Leadership conference highlights global challenges, tough strategies By Aubrey Henretty
11/1/2005 - When business is booming, there is rarely a shortage of people willing to take credit. But when the fiscal outlook is bleak for the fourth consecutive year, the glory hounds lie low and the real leaders emerge to take responsibility.
Phil Marineau '70 is a leader who has led his company through hard times, and he shared his experiences with Kellogg School faculty, staff, students and alumni during the Nov. 16 Kellogg Leadership Conference.
When he joined Levi Strauss & Co. in 1999, the company had been struggling to stay afloat against plummeting profits for years. As its new president and CEO, Marineau had to work hard and fast to keep the firm from going under. Chief among the problems the company faced at the time, he said, was the creation of U.S. free trade policies that had allowed competitors to cut costs drastically. Meanwhile, Levi Strauss had turned complacent, moving away from its earlier, successful strategies.
Despite the continued popularity of Levi's jeans with consumers, the company's relationships with retailers were brittle at best as the firm consistently failed to meet demand.
“Other than that,” Marineau quipped, “it was absolutely perfect.”
Marineau, who delivered the morning keynote address, joined other accomplished practitioners and academics for the conference, organized by the Kellogg School 's Business Leadership Club and hosted at the James L. Allen Center . This year's event, titled “Training Today's Global Leaders: Lessons Critical to success in the Changing Global Environment,” is one of the club's signature events designed to create a dialogue around the subject of leadership.
After several years — and several new product lines and a global marketing campaign — Levi Strauss is on track again. And Marineau prefers to look forward rather than back: “As a leader,” he said, “your role is to intercept the future.”
That is exactly what contemporary global business leaders must do — sometimes literally, said conference experts. If it's “tomorrow” in Japan , top executives must address tomorrow's problems today. Conference panelists discussed this and other challenges in the sessions titled, “New Leadership Challenges in an Increasingly Competitive Global Landscape” and “Leveraging Human Capital in an Off-Shoring Environment.”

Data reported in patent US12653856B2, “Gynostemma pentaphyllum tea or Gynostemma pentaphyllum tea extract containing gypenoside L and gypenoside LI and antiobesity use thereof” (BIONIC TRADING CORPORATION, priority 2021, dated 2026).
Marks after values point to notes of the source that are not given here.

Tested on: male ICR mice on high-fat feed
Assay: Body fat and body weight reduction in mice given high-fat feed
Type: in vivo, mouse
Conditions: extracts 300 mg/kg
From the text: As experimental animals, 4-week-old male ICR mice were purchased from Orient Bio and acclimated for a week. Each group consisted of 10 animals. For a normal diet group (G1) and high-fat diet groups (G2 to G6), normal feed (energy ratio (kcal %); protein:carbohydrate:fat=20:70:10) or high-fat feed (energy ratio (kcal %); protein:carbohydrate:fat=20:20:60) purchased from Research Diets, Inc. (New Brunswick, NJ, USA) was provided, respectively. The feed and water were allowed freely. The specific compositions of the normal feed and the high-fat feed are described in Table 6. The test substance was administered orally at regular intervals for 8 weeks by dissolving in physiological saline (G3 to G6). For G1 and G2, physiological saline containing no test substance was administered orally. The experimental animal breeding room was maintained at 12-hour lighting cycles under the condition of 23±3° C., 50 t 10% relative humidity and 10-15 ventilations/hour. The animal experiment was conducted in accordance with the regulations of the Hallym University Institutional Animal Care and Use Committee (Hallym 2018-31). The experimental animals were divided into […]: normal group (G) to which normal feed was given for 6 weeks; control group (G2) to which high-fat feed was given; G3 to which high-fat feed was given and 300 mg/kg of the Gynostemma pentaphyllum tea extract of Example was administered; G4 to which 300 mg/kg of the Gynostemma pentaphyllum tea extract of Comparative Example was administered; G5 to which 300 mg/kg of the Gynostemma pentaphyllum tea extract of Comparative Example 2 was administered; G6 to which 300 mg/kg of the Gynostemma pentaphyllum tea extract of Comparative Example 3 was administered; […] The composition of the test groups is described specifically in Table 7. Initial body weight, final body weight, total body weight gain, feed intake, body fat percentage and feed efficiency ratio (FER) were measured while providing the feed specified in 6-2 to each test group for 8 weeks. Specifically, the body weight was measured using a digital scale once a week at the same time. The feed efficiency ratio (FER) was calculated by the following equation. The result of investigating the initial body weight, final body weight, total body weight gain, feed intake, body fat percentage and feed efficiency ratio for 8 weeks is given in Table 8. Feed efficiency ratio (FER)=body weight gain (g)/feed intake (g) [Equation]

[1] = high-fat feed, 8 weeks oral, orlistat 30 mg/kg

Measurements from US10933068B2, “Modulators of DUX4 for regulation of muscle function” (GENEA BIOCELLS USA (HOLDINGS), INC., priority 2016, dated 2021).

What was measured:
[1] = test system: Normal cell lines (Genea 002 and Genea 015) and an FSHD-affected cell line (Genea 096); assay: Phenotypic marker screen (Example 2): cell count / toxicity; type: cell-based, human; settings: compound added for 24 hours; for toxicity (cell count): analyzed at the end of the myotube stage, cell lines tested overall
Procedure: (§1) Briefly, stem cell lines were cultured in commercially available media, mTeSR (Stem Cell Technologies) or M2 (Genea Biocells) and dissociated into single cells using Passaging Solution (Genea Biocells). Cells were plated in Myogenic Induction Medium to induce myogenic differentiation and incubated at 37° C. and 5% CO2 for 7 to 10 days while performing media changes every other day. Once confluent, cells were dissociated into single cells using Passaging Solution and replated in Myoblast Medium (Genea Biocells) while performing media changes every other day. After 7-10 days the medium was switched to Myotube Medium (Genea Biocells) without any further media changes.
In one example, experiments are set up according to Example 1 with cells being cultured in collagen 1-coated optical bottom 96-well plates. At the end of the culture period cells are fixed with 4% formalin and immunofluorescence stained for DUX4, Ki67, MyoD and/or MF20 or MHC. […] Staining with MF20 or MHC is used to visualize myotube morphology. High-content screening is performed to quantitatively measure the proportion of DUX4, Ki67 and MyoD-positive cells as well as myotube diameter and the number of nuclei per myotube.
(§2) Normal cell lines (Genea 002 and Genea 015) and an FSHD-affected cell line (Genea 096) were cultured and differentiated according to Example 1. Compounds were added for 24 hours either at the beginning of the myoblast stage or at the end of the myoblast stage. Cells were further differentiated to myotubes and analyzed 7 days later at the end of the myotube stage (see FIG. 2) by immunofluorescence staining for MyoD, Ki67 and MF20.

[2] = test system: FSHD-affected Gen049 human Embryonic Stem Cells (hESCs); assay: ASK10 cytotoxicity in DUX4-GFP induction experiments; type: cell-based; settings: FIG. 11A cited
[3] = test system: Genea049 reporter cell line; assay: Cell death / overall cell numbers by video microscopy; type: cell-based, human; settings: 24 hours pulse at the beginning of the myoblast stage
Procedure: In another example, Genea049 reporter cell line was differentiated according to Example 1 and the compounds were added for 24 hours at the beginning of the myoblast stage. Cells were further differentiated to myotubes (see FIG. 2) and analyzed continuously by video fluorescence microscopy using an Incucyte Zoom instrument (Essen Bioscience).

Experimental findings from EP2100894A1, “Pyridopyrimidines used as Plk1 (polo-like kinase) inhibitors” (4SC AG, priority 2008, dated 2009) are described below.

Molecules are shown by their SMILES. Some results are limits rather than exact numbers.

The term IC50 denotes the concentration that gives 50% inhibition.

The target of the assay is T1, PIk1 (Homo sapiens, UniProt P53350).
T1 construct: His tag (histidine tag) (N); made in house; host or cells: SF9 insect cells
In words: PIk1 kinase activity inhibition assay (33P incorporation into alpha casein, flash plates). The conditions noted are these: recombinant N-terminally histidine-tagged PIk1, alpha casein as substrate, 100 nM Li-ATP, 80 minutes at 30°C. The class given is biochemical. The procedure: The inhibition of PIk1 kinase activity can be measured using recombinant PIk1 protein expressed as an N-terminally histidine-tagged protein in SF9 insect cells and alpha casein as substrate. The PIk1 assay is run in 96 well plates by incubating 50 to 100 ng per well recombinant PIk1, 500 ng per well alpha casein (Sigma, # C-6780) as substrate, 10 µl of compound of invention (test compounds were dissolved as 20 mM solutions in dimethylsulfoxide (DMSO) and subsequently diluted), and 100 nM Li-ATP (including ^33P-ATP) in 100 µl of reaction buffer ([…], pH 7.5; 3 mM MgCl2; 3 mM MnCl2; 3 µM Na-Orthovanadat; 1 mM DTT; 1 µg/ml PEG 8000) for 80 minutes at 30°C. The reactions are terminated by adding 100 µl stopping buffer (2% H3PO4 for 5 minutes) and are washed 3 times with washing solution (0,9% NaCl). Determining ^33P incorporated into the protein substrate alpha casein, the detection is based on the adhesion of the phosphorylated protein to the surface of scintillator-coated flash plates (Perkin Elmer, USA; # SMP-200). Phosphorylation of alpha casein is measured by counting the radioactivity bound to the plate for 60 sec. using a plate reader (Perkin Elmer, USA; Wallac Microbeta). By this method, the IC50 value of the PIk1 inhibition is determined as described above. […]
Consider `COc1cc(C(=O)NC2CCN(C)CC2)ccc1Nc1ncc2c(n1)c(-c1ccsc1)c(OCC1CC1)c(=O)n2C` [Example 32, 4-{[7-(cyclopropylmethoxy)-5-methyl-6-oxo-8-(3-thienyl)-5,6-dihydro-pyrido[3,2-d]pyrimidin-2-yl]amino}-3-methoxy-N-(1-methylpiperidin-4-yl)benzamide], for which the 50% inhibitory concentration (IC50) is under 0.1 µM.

When establishing a company around the world, said New Leadership panelist Linda Newborn, John Deere & Co. vice president and chief compliance officer, the power of simplicity to create an image and minimize cultural misunderstandings is great: “The message has to be clear, it has to be simple and it has to be repeated over and over and over again.”
Others on this panel included Target Corporation Director of Diversity Tamika Curry '99 and Deloitte Consulting Principal Jonathan Copulsky.
Laura Tibodeau, senior business operations manager with Hewlett-Packard, explored with her fellow Off-Shoring panelists the pros and cons of holding offices overseas. “The notion of having people where business is transacted is not new.” What is new, she said, is the idea that outsourcing is the answer to the global business leader's prayers. She disagreed, describing the practice of hiring third parties to run international branches of one's company as “a means to an end.”
The conference also hosted discussions “Leading an Organization into a New Market: Lessons Learned,” with panelists including Northwestern School of Law Senior Lecturer Steve Smith and DSM Desotech President Steve Hartig, and “Making Tough Decisions to Effectively Overcome Crisis” which included Flip Huffard, a senior managing director of restructuring and reorganization with The Blackstone Group, and Suzette Web, director of sales and new business development with Amphire Solutions.
The need for strong leaders is never more apparent than it is when global circumstances knock the wind out of the U.S. economy. The conference authority on that subject was afternoon keynote speaker Mel Bergstein, chairman and CEO of Diamond Cluster International. Bergstein chronicled the company's rise and dramatic, nearly devastating fall in the wake of Sept. 11, 2001.
Of his crisis-mode strategy, Bergstein said he was determined to save the company while causing as little harm to his employees as possible, adding that the things a leader does are sometimes not as important as the order in which he or she does them.
“At the end of the day, it's the sequencing that counts,” he said. “You can never say never to layoffs, but it's not the first thing you do — it's the last thing.”
Bergstein emphasized that when tough times befall a business — as they almost certainly will — a good leader leads by example, in his case taking a 15-percent pay cut before considering employee salary cuts or layoffs and eventually going six months without pay in an effort to keep as many employees as possible.
“The sacrifices don't start at the bottom,” he said. “They start at the top.”